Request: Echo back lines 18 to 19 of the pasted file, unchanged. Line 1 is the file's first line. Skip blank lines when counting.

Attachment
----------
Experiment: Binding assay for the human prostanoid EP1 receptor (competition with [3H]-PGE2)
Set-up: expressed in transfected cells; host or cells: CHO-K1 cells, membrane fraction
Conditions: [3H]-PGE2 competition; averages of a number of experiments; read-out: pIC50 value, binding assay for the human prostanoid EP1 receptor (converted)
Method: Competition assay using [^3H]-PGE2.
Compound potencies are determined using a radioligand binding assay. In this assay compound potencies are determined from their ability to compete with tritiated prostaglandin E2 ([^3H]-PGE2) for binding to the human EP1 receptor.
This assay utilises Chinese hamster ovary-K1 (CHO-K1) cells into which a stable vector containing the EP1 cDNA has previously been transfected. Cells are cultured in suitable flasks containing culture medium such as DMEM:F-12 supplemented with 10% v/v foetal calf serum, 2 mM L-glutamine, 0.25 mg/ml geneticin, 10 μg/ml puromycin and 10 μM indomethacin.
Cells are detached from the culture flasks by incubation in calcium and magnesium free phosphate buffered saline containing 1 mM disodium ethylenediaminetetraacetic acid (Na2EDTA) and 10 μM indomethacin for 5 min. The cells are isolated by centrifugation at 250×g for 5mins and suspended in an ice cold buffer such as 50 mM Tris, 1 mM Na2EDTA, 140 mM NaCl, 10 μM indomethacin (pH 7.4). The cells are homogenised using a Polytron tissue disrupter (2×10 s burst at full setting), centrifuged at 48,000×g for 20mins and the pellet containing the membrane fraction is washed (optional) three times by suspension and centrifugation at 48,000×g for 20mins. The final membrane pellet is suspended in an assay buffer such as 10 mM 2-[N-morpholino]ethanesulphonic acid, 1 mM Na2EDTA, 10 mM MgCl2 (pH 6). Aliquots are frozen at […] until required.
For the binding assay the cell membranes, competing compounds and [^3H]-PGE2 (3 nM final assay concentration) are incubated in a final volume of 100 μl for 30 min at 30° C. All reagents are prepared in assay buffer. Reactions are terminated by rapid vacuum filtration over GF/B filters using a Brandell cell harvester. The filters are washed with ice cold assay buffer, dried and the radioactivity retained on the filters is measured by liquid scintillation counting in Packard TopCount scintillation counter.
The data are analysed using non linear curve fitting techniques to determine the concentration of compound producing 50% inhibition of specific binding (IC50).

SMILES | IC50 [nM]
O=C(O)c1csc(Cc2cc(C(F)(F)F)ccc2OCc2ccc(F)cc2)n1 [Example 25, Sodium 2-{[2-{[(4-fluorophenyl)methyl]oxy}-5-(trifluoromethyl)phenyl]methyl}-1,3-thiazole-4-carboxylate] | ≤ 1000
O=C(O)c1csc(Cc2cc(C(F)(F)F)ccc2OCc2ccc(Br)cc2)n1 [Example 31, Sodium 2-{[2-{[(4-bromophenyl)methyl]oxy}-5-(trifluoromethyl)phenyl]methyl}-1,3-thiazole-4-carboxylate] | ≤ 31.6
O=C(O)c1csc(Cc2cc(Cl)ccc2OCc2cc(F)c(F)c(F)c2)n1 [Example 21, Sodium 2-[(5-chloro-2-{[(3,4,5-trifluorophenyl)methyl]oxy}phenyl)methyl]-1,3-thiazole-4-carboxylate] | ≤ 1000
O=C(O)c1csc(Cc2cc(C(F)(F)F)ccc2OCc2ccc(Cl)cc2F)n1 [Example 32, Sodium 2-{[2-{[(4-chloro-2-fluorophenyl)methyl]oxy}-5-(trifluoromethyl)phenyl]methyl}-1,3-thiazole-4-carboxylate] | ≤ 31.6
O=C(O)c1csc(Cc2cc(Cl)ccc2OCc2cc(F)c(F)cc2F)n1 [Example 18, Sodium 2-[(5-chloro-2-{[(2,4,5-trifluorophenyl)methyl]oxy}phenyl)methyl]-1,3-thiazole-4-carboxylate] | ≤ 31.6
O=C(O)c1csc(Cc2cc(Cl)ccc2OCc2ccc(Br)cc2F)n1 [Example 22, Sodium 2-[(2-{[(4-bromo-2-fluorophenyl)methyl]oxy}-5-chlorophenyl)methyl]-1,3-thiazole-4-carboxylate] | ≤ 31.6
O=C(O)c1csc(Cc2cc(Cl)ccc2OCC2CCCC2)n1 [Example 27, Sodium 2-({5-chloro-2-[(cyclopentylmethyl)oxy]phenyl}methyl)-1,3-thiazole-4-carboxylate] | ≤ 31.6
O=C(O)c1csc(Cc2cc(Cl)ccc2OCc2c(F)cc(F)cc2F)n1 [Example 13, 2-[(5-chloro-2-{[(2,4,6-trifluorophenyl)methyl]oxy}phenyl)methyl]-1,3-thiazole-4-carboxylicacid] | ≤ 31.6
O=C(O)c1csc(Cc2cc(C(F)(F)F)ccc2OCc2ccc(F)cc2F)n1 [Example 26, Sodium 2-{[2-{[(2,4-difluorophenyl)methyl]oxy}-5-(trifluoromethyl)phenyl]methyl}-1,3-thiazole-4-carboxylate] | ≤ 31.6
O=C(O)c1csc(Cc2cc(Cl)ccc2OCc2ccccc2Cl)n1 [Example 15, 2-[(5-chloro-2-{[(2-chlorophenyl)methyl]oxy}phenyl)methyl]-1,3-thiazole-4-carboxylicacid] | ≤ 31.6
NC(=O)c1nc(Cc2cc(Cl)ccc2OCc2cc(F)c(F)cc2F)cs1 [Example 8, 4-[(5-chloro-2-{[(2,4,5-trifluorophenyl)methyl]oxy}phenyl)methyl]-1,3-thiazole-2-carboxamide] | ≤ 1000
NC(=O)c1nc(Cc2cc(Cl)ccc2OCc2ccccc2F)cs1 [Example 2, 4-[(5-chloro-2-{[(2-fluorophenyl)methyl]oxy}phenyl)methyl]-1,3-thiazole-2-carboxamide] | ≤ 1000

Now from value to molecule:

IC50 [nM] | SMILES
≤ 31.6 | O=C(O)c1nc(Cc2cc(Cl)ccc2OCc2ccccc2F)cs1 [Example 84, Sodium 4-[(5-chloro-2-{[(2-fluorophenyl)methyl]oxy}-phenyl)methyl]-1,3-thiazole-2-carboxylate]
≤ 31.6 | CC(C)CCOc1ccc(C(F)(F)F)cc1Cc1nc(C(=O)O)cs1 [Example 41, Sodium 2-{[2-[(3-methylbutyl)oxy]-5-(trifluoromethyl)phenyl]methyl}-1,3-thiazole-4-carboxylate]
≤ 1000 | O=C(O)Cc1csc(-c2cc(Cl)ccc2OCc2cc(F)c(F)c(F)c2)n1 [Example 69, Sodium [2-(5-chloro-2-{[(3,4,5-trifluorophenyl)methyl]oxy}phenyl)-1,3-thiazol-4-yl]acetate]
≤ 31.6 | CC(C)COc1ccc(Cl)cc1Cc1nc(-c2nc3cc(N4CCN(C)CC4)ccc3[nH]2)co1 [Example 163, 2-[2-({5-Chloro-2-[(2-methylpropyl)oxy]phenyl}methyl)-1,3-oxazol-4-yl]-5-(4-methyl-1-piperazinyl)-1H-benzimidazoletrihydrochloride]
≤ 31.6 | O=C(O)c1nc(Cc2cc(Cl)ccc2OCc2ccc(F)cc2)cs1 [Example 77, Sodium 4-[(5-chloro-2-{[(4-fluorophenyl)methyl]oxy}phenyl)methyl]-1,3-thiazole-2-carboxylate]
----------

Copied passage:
O=C(O)c1csc(Cc2cc(Cl)ccc2OCc2c(F)cc(F)cc2F)n1 [Example 13, 2-[(5-chloro-2-{[(2,4,6-trifluorophenyl)methyl]oxy}phenyl)methyl]-1,3-thiazole-4-carboxylicacid] | ≤ 31.6
O=C(O)c1csc(Cc2cc(C(F)(F)F)ccc2OCc2ccc(F)cc2F)n1 [Example 26, Sodium 2-{[2-{[(2,4-difluorophenyl)methyl]oxy}-5-(trifluoromethyl)phenyl]methyl}-1,3-thiazole-4-carboxylate] | ≤ 31.6